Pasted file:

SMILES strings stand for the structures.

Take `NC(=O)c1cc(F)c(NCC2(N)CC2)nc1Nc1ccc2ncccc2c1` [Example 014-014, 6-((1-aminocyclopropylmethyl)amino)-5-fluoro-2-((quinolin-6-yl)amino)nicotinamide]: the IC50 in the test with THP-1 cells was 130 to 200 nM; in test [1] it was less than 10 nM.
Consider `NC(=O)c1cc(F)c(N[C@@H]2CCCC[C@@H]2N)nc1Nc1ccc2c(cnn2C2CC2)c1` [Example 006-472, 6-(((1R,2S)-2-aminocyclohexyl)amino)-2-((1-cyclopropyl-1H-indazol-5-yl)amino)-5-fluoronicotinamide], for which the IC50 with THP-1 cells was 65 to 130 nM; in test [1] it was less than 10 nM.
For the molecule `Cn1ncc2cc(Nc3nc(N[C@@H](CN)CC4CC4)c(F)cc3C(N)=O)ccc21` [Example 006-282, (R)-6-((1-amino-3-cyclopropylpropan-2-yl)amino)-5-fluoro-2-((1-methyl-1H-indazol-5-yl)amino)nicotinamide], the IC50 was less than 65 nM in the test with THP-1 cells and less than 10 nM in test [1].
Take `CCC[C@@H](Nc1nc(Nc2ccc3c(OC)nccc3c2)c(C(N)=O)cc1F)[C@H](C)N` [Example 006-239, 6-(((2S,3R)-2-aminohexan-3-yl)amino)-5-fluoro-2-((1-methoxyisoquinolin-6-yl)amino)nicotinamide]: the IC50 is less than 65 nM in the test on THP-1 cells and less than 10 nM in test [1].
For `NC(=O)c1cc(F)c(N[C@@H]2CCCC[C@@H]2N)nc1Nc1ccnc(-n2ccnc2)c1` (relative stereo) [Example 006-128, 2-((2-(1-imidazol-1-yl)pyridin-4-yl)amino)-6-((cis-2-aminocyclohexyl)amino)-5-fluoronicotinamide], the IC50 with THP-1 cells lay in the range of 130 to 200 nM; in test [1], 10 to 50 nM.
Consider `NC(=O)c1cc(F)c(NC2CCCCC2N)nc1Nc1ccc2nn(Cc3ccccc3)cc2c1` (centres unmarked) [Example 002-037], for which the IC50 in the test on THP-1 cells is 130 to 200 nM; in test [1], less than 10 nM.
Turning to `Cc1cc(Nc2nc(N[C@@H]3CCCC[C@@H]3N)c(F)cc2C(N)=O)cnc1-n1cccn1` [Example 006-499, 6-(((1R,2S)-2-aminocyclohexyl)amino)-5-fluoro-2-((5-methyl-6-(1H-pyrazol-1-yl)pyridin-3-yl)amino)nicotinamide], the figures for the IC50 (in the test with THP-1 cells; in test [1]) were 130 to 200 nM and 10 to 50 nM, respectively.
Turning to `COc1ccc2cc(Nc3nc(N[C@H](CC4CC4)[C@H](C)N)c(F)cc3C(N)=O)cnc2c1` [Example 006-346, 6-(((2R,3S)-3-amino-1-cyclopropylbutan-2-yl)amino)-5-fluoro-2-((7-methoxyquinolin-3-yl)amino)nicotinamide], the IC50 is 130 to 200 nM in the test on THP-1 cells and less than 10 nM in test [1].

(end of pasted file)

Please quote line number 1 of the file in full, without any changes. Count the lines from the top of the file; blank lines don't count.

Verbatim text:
SMILES strings stand for the structures.